Paleontology constructs and illuminates a narrative about our kinship across deep time with all other life forms. It empirically demonstrates our interdependence. Once we understand how little separates us from the chimps and other primates, or even from that tree outside our window, or from the trillions of bacteria who've made a colony of our bodies (far outnumbering our own cells), we are made to confront our treatment of them. To see them as potential neighbors, friends, fellow-travelers deserving of respect and compassion. How can we cage chimps for our amusement once we have this understanding? How can we enslave and fatten cows for food, depriving them of their nature by force? Would we do this to our cousin, or our neighbor, even if we didn't like them? Especially when there was no need for us to do so?
Evolution shows us that change is not only possible, but unstoppable. And that is good news for us, because it means it's not too late. We can make evolution and paleontology the core of a new curriculum, a multi-disciplinary organizing principle that cuts across not merely the physical sciences, but the fields of literature, ethics, and philosophy, as well. That inculcates new myths born from 21st Century knowledge; new narratives of history rooted in what we actually know, and not in what we wish were true; stories to teach us that we are citizens of nature, not its masters.
Starting this project now, while we still can, may seem hard. Many are the eco-education programs out there, looking for a "hook" on which to hang their approach, a hook that can engage the most important learners in the world -- children. For they are the future, not just tomorrow, but right now. We adults may be too set in our ways to make a profound change in consciousness. But not kids. They still have fairly open minds, and a hunger for continuous learning.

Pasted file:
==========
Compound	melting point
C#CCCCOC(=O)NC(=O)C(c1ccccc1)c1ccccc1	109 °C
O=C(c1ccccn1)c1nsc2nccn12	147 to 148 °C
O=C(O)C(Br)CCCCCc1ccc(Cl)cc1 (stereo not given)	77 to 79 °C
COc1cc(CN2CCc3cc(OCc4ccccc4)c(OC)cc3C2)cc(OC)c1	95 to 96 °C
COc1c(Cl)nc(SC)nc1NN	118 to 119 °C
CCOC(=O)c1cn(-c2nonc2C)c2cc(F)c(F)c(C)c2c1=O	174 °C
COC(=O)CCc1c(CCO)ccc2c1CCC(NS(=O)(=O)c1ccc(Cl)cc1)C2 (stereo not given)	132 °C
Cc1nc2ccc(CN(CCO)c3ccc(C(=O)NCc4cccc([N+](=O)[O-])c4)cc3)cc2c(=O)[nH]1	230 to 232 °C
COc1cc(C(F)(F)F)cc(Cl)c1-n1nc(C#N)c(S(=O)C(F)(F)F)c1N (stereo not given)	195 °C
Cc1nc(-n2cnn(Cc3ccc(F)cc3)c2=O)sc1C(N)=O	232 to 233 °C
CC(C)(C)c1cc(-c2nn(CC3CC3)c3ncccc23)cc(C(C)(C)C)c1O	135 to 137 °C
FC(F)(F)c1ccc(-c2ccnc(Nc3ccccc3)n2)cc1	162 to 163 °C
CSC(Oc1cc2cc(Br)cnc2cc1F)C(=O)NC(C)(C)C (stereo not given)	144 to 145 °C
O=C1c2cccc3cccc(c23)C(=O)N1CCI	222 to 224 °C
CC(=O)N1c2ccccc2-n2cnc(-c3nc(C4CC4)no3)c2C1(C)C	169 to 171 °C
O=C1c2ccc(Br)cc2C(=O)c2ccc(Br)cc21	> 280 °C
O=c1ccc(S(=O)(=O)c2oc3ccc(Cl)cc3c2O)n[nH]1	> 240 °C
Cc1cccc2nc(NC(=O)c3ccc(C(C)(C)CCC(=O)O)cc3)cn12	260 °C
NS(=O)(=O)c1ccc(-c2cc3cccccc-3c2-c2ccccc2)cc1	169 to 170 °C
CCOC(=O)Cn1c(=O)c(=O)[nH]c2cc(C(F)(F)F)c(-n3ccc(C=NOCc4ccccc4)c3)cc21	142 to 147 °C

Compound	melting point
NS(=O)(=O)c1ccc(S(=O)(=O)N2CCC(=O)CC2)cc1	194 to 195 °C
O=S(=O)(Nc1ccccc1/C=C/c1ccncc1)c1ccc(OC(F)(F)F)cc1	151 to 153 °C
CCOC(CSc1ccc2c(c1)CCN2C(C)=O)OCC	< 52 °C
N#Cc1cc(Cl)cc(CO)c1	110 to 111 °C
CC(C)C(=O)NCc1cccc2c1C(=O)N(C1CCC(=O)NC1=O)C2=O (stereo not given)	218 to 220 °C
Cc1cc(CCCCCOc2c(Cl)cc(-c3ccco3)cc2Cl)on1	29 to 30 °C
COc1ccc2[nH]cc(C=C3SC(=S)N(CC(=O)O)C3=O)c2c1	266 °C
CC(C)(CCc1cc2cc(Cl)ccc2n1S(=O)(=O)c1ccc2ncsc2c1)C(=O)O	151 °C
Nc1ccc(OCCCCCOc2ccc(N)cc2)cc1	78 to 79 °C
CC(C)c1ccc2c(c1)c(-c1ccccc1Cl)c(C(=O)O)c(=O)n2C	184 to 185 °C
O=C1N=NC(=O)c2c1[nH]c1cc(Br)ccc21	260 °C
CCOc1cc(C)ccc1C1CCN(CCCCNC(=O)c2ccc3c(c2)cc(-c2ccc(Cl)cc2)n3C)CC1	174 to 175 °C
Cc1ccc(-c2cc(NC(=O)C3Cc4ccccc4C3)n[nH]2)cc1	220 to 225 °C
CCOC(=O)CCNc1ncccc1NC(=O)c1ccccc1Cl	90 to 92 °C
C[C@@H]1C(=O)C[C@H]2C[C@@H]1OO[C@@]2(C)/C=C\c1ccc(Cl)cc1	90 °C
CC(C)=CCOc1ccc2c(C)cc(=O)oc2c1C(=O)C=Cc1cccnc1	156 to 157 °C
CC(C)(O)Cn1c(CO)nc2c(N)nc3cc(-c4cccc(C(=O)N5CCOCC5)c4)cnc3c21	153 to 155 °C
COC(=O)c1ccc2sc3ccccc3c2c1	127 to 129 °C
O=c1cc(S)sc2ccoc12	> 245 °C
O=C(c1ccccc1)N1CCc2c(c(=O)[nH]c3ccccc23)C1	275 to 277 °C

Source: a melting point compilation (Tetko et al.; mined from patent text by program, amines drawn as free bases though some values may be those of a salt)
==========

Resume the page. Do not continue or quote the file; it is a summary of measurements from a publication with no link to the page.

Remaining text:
And... they love dinosaurs.
That, fundamentally, is why paleontology matters. It's the bedrock for getting kids to listen to the story of life's amazing panorama across billions of years, of our place in it, and of our responsibility for it. Paleontology is learning to read the autobiography of life, in its native language, and listening with humility to its lessons, forged from 4 billion years of struggle and renewal.
If we are to forge a new, sustainable destiny for our species and all the others, we must begin to make change happen now. And not just on the outside, with new technologies and new policies, though those things are absolutely indispensable to us; but on the inside, too, where our sense of place and self and time fundamentally informs the way we see and treat other species and the earth.
When we study paleontology, we are forced to stand humble before life, and recognize our kinship across deep time with even the "lowliest" of bacteria. That can be the foundation of a new paradigm that could very possibly save the world, if not in our lifetimes, then within those of our children.
What better reason, then, to dig dinosaurs? And synapsids and mammals and plants and...